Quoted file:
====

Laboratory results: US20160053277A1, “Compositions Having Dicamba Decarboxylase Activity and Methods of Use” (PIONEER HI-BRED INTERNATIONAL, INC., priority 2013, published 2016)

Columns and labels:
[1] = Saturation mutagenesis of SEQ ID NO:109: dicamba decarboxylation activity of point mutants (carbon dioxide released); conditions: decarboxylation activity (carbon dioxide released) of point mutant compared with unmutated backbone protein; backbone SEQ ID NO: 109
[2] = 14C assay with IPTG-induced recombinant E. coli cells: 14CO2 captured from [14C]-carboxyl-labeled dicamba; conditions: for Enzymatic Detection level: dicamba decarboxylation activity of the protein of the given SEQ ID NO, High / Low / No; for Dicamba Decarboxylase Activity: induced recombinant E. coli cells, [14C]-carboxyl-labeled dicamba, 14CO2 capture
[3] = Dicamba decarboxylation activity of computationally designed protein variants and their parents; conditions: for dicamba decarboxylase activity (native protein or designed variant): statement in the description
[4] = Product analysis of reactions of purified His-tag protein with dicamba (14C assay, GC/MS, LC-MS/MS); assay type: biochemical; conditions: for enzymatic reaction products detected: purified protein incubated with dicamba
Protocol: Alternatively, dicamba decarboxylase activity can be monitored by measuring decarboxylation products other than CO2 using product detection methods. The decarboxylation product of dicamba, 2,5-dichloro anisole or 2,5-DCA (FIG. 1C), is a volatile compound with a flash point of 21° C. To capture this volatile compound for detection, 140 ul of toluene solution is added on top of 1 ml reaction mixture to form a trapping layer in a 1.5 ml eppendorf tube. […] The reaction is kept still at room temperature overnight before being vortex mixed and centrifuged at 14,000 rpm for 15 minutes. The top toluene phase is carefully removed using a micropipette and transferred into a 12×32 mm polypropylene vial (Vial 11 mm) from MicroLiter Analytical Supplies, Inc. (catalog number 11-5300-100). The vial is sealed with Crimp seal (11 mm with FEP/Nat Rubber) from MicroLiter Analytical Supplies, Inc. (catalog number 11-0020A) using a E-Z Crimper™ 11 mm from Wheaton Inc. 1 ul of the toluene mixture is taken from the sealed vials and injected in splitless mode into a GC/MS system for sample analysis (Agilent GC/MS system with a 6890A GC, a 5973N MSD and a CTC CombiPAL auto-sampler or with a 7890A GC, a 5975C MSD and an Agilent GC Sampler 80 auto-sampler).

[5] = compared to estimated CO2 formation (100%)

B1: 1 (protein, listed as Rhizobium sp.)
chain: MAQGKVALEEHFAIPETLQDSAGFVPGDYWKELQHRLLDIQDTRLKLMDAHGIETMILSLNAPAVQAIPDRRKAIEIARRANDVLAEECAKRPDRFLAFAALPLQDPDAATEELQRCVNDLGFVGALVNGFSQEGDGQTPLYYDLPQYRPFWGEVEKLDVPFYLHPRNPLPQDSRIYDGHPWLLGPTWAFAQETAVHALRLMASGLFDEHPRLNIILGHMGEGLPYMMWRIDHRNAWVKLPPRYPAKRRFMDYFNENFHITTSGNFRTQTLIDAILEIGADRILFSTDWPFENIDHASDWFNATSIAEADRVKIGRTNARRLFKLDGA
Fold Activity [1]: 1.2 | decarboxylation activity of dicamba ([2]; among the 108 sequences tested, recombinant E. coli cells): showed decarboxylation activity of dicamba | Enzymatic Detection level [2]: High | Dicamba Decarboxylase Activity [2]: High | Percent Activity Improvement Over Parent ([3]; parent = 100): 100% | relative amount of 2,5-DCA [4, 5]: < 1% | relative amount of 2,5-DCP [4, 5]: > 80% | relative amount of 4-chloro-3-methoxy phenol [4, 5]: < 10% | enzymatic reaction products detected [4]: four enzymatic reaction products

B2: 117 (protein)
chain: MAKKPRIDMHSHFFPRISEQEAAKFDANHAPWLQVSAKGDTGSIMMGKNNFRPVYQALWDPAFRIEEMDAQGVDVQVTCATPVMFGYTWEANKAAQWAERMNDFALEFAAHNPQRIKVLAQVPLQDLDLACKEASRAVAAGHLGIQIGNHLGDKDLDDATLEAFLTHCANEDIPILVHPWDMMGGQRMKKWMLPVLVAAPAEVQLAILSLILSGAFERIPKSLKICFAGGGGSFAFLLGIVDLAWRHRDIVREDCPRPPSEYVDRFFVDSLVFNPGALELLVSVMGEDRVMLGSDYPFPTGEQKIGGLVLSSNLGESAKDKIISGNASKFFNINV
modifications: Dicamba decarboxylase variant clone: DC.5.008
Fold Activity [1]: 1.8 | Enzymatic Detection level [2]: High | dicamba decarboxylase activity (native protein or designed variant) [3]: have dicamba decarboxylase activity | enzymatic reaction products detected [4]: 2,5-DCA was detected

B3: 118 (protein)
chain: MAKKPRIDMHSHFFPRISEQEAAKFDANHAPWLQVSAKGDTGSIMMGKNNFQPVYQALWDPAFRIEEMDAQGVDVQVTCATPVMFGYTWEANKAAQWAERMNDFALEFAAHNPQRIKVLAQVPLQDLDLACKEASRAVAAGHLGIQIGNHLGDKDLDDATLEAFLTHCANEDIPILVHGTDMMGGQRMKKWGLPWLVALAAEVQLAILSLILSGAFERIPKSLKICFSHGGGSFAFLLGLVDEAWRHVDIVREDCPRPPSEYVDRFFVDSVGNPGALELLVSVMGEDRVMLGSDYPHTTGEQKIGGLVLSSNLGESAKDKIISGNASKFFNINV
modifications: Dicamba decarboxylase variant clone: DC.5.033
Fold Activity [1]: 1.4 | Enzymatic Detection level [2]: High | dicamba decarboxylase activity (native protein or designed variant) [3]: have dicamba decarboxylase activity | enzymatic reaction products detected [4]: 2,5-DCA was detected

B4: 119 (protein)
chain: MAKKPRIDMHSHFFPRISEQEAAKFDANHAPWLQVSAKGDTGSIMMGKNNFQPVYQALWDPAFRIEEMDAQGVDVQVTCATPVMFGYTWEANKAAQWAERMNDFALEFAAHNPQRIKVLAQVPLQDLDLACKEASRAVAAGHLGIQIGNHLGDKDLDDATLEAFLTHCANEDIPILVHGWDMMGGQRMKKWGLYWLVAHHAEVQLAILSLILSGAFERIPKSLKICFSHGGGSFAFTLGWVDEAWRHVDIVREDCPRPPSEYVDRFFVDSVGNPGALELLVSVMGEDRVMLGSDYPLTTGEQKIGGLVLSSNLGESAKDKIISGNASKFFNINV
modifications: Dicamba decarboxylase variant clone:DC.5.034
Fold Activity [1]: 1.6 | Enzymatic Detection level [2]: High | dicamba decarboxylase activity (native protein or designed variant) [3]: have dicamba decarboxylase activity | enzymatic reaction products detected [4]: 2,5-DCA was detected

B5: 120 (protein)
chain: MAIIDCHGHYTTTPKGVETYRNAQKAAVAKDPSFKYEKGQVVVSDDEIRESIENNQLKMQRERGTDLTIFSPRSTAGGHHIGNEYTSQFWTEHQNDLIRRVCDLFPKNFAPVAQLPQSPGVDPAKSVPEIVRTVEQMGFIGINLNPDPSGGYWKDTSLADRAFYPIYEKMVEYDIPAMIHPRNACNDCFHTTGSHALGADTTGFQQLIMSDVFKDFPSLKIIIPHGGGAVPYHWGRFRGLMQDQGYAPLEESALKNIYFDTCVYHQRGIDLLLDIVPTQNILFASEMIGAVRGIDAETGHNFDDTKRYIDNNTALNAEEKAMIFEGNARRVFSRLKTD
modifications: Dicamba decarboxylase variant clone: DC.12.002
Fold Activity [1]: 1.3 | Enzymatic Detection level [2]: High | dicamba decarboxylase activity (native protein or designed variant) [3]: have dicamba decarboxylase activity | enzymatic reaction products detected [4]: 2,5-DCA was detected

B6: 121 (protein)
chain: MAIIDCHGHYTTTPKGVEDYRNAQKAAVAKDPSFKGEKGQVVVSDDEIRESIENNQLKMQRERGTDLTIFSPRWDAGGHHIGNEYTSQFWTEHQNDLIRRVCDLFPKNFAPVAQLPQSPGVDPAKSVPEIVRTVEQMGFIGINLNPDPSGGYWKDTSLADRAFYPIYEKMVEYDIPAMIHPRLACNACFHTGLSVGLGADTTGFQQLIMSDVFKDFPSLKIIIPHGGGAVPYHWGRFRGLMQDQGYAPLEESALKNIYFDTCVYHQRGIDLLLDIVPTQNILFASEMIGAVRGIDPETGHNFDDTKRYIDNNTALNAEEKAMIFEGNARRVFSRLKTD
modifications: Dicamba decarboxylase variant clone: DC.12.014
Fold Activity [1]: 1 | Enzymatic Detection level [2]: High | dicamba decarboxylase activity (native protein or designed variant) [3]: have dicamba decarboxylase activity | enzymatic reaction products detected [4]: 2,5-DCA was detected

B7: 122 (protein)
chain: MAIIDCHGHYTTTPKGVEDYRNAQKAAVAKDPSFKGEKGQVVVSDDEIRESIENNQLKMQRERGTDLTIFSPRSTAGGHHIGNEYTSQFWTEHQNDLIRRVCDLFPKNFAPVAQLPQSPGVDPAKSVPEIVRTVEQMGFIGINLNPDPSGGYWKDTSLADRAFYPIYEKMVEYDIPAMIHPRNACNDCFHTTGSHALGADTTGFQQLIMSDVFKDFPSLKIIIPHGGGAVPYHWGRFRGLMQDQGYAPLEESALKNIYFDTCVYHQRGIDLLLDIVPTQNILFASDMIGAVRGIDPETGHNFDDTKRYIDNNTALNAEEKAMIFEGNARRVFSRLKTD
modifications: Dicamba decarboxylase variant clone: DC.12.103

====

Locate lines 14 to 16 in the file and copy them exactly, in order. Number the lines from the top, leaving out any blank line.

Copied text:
modifications: Dicamba decarboxylase variant clone: DC.5.008
Fold Activity [1]: 1.8 | Enzymatic Detection level [2]: High | dicamba decarboxylase activity (native protein or designed variant) [3]: have dicamba decarboxylase activity | enzymatic reaction products detected [4]: 2,5-DCA was detected

B3: 118 (protein)